Cecily’s story of resilience and the importance of a place like Foundry
[Please note: This story contains content that may not be suitable for all audiences, including people who have experienced traumatic events from mental health or substance use challenges or for younger audiences.]
If you were to meet Cecily Killam today, you’d see she is a happy, calm, intelligent, and confident 25-year-old woman. You’d be hard pressed to believe she’s been through decades of struggle and suffering, endured physical and mental abuse, substance use, and a multitude of mental health diagnoses.
“I always thought ‘it’s terrible, I’m never going to be that kind of teenager’ but when the opportunity presented itself and there was no one telling me ‘don’t do these drugs, this is a bad example’… it was something to do. For me, it was a reason to not go home.”
All Cecily wanted was to be a normal kid, a good kid, but her home life was far from normal. She experienced a dysfunctional family life and physical abuse. Having no sense of security at home, she left and started roving between turnaround beds and the street, which is where she continued to use. Cecily would return home on occasion, only to realize she was inserting herself back in to the same cycle of abuse.
Cecily ended up signing a youth agreement, which meant her parents were still legal guardians but she was in the care of the ministry. She was provided housing, but there were no mental health supports. She fell into a deep depression.
Cecily then had a mental health episode that went unmanaged, and was unable to cope with the overwhelming feelings of depression and anxiety. One night, she nearly took her own life.
She survived and was released from the hospital on the condition that she would not attempt taking her life again. Cecily explains how there were no follow up services or supports.
Out of her own strength and resiliency, Cecily returned to school where she kept good grades, was focused, and even got involved in many extracurricular activities, but that all came crashing down February of her final year. She turned 19. Cecily was cut off from ministry support and had to pack up her things, drop out of school, and move to Rock Bay Landing.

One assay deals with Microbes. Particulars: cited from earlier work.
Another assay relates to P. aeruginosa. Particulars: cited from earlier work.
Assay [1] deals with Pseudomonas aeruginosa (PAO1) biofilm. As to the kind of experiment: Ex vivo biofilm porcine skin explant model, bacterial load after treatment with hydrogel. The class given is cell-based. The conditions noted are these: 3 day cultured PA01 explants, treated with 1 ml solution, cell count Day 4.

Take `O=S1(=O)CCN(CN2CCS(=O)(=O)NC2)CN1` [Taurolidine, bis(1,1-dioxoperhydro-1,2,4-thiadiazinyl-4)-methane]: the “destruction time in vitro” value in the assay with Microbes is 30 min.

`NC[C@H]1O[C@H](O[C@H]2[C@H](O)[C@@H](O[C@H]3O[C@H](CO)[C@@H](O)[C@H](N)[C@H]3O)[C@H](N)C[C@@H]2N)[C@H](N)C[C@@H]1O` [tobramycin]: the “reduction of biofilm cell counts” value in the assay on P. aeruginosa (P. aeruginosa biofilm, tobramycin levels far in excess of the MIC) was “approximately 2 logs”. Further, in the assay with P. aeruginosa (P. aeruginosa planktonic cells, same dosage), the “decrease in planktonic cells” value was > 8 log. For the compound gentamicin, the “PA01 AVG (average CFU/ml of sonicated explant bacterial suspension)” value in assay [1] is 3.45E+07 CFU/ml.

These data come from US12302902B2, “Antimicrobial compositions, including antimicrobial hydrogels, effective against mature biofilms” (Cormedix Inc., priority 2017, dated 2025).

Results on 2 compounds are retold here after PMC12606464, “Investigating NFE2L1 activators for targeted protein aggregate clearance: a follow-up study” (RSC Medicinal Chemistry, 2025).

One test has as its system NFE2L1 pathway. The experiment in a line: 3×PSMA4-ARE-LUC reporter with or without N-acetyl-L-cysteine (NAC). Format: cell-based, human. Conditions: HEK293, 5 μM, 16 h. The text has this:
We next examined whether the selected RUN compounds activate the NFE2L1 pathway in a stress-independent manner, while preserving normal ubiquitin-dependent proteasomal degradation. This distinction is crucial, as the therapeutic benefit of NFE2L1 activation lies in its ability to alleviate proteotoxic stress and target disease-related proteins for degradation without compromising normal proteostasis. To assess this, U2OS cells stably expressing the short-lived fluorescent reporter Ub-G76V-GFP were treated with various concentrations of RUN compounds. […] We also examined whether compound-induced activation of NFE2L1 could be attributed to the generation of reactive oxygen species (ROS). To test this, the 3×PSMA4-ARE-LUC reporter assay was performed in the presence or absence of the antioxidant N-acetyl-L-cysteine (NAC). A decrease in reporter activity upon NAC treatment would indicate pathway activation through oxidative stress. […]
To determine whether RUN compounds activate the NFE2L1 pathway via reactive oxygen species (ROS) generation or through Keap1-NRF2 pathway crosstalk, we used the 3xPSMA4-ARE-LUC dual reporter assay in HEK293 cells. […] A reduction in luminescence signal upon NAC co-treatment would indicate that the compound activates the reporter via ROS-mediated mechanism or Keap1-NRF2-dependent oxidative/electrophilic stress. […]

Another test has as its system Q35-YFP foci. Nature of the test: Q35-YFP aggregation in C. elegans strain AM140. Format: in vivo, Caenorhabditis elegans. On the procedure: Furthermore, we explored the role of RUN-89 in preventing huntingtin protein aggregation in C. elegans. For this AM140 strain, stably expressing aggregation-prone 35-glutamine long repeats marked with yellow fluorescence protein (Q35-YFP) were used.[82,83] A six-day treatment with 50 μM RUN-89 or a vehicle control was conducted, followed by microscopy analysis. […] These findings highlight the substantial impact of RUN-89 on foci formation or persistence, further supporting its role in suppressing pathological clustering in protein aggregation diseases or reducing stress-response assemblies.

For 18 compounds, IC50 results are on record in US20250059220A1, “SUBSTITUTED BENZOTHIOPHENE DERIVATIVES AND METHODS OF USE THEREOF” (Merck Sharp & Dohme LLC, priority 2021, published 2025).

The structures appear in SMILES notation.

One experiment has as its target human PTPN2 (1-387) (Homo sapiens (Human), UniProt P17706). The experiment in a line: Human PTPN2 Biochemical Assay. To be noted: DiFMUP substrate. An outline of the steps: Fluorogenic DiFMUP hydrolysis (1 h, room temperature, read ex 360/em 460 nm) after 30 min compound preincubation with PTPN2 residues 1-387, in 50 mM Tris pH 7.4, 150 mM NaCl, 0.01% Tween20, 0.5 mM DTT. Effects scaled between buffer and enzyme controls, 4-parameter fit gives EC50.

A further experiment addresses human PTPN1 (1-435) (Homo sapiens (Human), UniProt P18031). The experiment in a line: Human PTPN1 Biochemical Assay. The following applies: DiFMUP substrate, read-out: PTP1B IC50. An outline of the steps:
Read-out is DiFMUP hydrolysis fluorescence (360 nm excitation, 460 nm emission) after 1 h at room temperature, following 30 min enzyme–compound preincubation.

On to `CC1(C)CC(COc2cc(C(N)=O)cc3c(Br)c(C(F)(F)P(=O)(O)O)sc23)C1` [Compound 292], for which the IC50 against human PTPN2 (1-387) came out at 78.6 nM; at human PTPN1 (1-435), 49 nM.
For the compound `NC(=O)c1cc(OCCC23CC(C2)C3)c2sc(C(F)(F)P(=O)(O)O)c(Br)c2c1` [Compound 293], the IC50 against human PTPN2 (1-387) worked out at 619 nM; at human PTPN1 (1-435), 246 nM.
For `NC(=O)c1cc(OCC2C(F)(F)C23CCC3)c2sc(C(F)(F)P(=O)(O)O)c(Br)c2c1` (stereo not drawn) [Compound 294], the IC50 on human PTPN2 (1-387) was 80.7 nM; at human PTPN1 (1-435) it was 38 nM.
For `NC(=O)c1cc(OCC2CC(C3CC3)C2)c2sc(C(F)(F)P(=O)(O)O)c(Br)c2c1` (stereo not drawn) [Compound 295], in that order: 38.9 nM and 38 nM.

“I felt so defeated having to drop out of school. So I was sitting in this shelter thinking, what am I doing to do now? How am I supposed to do this?”
She found new support in Vancouver and moved there to access mental health services and a psychiatrist, and for the first time she was monitored while on medication.
Cecily then took a break from the city and met friends in the Okanagan, when she relapsed and had a psychotic break. Once this happened, she received treatment from an outpatient detox facility back in Vancouver, saw a drug and alcohol counsellor, and received primary care at Foundry.
The importance of a place like Foundry
It took several more years, and an unprecedented amount of endurance for Cecily to get to where she is now. She was introduced to Foundry in Vancouver only after much of the turmoil in her life had passed, and now sees how important it is for young people to have these supports early on.
“There’s no other service like it… that one stop shop. It meets the need for immediacy for those young people who have complex care needs.”
Now, at age 25, she says most things in her life have stabilized. She’s in recovery and in a healthy relationship. This new chapter of Cecily’s life filled with hope, stability, and reflection has also allowed her to have a sympathetic view of her parents.
“They did the best they could given their circumstances and own experiences that they’re still dealing with. It took me years to recognize that these are other human beings that may have contributed to their inability to be effective and emotionally intelligent parents.
I was really, really angry for a long time and have only come to terms with everything in the past couple of years. There is a silver lining and positive outcome, and I’m pretty fortunate that I have these resiliency skills that have followed me through these experiences and was able to overcome a lot of stuff.”
Many young people still need support. We know 1 in 5 youth on Vancouver Island is living with mental health or substance use issues, yet as few as 20% are getting access to the services they need.
Thanks in part to our generous donors, Foundry Victoria officially opened its doors this past year. It’s a space for young people ages 12 to 24 with a wide range of services all under one roof, including physical and mental health care, substance use supports, social services, and peer support.
Thanks to our generous donors, we can support Island youth like Cecily. Consider making a donation today.